It’s no surprise that the poems in the first part are recognisably sonnets. None contain the most famous lines either. This underlines the value of translation is not just about fluency or vocabulary but an understanding of what’s being translated and a sympathy to the aims of the writer. Barrett Browning only pretended her poems were translations to distance herself from them because she thought them too personal to publish. The poems returned via the translation process have become so generic as to be almost impersonal. Most of them seem to have lost sight of the originals being love poems.
Yesterday as I quilted, I watched two movies, each one about a nineteenth century woman writer. Mary Shelley was compelling; I wrote this Facebook post: “The weather has turned gloomy, so one needs an appropriately gloomy movie to keep one company while one stitches. I’ve chosen the 2017 movie “Mary Shelley,” which takes some liberties with the biography. I love its depiction of writing and creativity, and the costumes and sets warm my Brit Lit heart. But the movie does make me feel ancient. I see Mary and Claire Clairmont making a terrible mistake in running away with this cad Percy Shelley who has already ruined one woman’s life (his wife Harriet), and I want to talk some sense into them, even as I know that talking sense into these besotted girls is impossible. Sigh.
Enter Lord Byron–oh dear, oh dear, oh dear.”
I also watched A Quiet Passion, about Emily Dickinson. While I appreciate aspects of it, parts of it were slow, slow, slow. While I can appreciate what Cynthia Dixon went through to inhabit the role, did we really need to see the extended scene of her shaking because of her kidney disease? And there wasn’t just one scene of her shaking either. I also got weary at the end of the movie substituting voice overs of poems instead of dialogue–that part seemed to go on for hours.Kristin Berkey-Abbott, Scrapping Plans
This trip happened back in 2005 — far too long ago to remember the nitty-gritty as I write this blog post in 2023. The one thing I do remember well, and which features in the opening of the poem, is that it matters what you have on your feet! My friend Fliss, editor of Splinter, and I were emerging from a London Underground station. Fliss was wearing flip-flops … and it was raining!
I liked the idea that, at least for women, a day can be different choices of footwear that features at different times of the day. In this poem we’ve got the inappropriate flip-flops in the daytime, followed by an elegant pair of heels in the evening. Before Dressing Up (the pamphlet) had been one of the Cinnamon Press pamphlet winners, a day-job colleague had kindly adapted a ShutterStock image that I’d paid for into a cover that, I felt, would have been perfect for the cover of Dressing Up. I later learned that there wasn’t the possibility of using cover art, so the cover never got used … but I’m delighted to post it here to brighten your day.Giles L. Turnbull, Poetic Naming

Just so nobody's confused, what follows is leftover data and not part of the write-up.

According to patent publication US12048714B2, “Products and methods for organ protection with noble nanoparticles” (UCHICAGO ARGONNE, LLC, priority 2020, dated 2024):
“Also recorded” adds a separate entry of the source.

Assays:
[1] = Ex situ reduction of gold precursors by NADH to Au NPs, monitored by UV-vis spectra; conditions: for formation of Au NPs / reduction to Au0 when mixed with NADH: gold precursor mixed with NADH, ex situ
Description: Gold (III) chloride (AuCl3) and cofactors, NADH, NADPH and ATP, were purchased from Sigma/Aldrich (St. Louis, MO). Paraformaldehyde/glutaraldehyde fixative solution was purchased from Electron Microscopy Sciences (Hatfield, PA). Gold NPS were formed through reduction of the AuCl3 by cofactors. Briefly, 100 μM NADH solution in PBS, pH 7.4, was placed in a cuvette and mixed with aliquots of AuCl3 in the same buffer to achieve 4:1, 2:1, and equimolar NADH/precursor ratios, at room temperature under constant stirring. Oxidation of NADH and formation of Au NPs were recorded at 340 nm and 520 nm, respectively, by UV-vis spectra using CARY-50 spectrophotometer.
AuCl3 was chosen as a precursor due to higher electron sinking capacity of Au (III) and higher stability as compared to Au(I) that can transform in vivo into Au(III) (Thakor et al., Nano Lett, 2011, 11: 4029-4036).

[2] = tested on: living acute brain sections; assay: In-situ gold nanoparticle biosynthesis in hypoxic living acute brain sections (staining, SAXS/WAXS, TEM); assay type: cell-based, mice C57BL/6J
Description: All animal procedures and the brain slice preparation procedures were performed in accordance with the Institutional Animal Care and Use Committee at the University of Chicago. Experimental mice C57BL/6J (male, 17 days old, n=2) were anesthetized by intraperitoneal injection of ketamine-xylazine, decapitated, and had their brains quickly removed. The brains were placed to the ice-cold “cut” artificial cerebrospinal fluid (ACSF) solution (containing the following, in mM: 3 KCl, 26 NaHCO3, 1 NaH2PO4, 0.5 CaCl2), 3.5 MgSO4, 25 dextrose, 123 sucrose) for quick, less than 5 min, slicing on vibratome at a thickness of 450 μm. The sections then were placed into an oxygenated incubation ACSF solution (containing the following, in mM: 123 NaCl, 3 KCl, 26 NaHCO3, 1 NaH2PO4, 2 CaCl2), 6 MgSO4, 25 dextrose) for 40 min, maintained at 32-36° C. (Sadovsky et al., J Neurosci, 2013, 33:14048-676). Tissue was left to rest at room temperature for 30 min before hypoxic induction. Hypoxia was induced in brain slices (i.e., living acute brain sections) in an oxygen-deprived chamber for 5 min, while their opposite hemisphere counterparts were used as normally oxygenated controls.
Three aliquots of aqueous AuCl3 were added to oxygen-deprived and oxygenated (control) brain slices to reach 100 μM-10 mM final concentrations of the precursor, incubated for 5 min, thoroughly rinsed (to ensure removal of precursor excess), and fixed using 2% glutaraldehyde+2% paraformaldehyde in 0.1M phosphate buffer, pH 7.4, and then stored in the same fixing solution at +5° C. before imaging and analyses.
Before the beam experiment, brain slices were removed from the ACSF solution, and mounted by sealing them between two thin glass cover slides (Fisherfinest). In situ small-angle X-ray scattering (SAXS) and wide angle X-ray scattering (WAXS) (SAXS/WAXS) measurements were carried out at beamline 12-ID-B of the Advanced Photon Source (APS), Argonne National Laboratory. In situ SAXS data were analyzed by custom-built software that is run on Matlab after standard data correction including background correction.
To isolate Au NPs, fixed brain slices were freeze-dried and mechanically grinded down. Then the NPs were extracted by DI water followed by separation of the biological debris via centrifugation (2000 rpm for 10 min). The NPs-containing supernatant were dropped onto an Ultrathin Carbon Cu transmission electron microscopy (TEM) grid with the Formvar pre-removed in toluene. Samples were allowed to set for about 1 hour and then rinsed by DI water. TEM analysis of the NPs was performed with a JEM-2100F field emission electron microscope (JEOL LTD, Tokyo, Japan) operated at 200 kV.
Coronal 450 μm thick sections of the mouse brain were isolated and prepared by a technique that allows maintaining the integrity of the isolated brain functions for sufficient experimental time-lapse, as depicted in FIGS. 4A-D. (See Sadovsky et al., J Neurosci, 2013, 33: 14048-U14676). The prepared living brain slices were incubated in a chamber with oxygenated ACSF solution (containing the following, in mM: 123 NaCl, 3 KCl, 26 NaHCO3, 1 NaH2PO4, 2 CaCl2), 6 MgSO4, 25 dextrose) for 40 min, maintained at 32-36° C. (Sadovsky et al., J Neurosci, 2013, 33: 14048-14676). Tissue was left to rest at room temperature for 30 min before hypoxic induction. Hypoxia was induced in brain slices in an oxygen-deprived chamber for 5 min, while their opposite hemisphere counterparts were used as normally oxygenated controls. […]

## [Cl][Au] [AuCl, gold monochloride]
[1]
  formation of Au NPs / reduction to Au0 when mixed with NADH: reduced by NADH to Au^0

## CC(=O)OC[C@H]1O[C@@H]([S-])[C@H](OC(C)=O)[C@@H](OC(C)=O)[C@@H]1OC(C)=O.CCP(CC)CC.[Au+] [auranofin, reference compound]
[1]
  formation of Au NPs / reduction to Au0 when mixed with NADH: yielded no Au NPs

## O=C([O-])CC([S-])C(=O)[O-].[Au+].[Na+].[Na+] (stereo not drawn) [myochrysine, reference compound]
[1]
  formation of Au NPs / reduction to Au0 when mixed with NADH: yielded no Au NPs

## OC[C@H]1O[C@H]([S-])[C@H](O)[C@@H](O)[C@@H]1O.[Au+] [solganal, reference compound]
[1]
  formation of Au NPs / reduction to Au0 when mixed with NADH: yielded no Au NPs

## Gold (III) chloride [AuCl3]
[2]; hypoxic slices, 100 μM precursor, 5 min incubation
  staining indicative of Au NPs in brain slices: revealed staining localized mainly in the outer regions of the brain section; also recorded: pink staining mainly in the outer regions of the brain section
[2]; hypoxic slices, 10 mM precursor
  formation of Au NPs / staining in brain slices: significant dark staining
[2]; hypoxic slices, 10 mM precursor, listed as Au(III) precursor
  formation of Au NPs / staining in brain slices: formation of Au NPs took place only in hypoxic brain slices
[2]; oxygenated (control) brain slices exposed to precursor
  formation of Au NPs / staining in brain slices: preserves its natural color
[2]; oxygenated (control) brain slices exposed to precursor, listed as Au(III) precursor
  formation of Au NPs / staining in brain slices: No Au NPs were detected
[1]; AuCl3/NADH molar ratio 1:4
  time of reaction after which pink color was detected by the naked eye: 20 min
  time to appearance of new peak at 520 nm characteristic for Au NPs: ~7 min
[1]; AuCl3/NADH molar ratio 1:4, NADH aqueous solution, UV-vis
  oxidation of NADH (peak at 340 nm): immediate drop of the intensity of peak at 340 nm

Turning 50: I’ve decided to celebrate this milestone instead of dreading it, so I’m having a party on my actual birthday. Do I look 50? Am I dressing correctly for a 50-year-old? Also, can I still have pink hair? The rules are different now than they were when I was a kid. I do know that I see living this long as a real victory, for someone who has been told she was going to die by multiple doctors not so long ago. Hey, every year above ground is a good year.
Launching a book (still) during a pandemic: so, how does one plan a book launch when there’s still sort of pandemic conditions and you worry you’ve forgotten everything about doing book promotion (are there still book festivals, for instance? If so, which are disability friendly? Can I do college class visits virtually? How much travel can I do as someone with MS and a junk immune system before the body crashes? So many questions…and the first phase of 2023’s publicity efforts for Flare, Corona will really start soon. (In the meantime, check out BOA’s new book page for my book, with blurbs and a sample poem!)Jeannine Hall Gailey, Healthier Kittens and Sicker Me, New Hair and Imagining 2023: Re-Entry Fears